Definitions for jalousieˈdʒæl əˌsi

This page provides all possible meanings and translations of the word jalousie

Random House Webster's College Dictionary

jal•ou•sieˈdʒæl əˌsi(n.)

  1. a blind or shutter made with horizontal slats that can be adjusted to admit light and air but exclude rain and sun.

    Category: Building Trades, Architecture

  2. a window made of glass slats or louvers of a similar nature.

    Category: Building Trades, Architecture

Origin of jalousie:

1585–95; < F < It gelosiajealousy


Princeton's WordNet

  1. louvered window, jalousie(noun)

    a window with glass louvers

  2. jalousie(noun)

    a shutter made of angled slats


  1. jalousie(Noun)

    A component in a ventilation system.

  2. jalousie(Noun)

    Upward sloping window slats which form a blind or shutter, allowing light and air in but excluding rain and direct sun.

    u201CA small lofty room, with its window wide open, and the wooden jalousie-blinds closed, so that the dark night only showed in slight horizontal lines of black, alternating with their broad lines of stone colour.u201D uE000129535uE001 Dickens, Tale of Two Cities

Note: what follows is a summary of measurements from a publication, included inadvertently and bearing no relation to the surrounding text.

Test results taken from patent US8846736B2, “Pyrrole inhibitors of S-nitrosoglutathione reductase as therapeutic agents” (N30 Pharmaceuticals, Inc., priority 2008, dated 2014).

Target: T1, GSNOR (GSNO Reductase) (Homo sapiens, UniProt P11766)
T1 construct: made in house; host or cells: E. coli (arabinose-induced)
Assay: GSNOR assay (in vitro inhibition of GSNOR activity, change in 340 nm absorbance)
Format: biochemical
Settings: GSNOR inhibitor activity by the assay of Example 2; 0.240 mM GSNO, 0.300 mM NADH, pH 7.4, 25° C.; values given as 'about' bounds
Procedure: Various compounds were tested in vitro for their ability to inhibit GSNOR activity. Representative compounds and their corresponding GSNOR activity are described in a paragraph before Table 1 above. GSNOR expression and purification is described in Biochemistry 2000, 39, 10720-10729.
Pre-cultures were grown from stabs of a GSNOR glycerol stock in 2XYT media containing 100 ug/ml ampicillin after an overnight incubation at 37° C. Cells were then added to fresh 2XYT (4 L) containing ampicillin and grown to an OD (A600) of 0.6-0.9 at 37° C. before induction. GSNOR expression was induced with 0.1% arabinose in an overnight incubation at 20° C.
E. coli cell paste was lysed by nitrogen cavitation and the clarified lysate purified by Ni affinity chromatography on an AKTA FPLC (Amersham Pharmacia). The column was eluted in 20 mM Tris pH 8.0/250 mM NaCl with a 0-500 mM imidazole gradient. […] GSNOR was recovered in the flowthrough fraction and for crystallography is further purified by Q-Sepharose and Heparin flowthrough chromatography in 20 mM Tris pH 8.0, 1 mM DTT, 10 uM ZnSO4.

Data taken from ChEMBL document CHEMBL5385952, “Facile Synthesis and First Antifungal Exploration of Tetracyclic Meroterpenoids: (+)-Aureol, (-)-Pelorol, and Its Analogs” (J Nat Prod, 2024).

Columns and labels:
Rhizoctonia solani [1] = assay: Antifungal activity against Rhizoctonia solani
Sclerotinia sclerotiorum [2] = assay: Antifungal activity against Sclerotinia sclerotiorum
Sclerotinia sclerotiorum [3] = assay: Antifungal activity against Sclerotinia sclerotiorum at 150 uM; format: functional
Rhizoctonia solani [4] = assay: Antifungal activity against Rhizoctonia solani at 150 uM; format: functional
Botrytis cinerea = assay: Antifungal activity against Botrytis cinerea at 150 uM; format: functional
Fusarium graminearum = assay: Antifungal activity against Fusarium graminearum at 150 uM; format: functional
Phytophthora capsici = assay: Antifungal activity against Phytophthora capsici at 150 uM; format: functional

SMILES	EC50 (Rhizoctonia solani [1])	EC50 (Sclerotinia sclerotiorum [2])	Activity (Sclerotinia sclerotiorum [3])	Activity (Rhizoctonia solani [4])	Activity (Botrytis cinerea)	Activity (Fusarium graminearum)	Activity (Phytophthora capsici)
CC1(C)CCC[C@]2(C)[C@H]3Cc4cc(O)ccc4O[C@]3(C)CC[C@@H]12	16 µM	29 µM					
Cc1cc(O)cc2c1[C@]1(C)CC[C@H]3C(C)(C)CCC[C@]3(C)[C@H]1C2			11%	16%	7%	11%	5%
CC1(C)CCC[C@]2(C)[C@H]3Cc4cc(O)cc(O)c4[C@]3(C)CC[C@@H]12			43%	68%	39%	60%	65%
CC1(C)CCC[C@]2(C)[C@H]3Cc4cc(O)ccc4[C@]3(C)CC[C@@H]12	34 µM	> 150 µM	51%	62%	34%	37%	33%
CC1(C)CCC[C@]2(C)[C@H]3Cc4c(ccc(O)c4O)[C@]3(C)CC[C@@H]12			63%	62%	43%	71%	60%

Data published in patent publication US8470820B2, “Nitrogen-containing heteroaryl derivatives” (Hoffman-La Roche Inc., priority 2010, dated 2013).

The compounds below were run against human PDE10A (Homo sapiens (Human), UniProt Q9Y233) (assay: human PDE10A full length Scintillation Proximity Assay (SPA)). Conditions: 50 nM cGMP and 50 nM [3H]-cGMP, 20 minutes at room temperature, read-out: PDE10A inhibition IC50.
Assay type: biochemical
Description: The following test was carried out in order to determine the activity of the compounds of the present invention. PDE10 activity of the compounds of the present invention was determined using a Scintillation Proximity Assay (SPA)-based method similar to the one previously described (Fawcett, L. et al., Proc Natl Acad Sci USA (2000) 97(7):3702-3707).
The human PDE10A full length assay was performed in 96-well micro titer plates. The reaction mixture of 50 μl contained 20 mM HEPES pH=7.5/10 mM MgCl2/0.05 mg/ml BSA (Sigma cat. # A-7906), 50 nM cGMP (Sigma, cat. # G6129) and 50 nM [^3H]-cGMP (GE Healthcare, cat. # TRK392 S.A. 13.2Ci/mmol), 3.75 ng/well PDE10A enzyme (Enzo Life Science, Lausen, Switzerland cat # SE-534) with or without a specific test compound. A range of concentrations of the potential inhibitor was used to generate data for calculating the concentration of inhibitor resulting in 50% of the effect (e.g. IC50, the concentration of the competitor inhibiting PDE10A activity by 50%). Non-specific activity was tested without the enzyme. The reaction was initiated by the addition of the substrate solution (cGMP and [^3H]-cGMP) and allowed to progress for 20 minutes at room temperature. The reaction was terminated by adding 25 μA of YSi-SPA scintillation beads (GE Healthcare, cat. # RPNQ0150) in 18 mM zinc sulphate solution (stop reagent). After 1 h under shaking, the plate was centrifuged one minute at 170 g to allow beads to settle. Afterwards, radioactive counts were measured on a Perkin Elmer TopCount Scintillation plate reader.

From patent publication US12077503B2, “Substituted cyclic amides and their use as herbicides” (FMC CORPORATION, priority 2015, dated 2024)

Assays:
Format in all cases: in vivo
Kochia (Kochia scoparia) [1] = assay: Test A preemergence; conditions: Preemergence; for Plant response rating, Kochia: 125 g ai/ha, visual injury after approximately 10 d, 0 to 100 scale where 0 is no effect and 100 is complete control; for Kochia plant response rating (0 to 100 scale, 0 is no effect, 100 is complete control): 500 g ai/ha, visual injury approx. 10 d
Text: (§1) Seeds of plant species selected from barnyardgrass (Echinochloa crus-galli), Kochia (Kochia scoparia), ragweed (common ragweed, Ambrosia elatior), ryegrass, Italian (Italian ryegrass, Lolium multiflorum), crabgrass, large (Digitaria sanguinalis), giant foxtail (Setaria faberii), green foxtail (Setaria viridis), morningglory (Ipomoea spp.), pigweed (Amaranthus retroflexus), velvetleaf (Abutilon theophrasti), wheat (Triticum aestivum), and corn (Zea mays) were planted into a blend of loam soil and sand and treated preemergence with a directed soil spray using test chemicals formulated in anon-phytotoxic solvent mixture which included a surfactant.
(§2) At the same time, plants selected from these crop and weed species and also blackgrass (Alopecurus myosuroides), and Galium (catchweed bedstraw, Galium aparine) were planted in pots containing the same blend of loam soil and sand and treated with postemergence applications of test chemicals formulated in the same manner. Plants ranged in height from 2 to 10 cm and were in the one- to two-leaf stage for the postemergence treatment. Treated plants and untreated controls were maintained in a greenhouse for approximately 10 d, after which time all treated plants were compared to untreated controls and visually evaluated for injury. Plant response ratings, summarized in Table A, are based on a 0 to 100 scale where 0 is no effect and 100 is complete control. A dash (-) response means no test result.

3. Origin: From zelotus, from zelus, from ζῆλος

Webster Dictionary

  1. Jalousie(noun)

    a Venetian or slatted inside window blind


  1. Jalousie window

    A jalousie window or louvre window is a window which consists of parallel glass, acrylic, or wooden louvers set in a frame. The louvers are locked together onto a track, so that they may be tilted open and shut in unison, to control airflow through the window. They are usually controlled by a crank mechanism. A patent for a louvered window was applied for in the US in 1900 and patented Nov. 26, 1901. Patent # 687705 by Joseph W. Walker, of Malden, Massachusetts. Jalousie windows allow ventilation through the entire window area and are therefore generally used to maximise cooling, natural ventilation. They are well suited to locations with mild-winter climates, and thus were very common on mid-20th-century homes in Florida, Hawaii, southern California, the deep South, and Latin America. They can remain open during heavy rains and keep most of the rain from entering through the windows. Old-style louvre windows do not achieve a good seal between panes so offer poor resistance to water penetration and drafts. It is also very hard to secure this design, as the slats are easily and silently removed.

Translations for jalousie

Kernerman English Multilingual Dictionary


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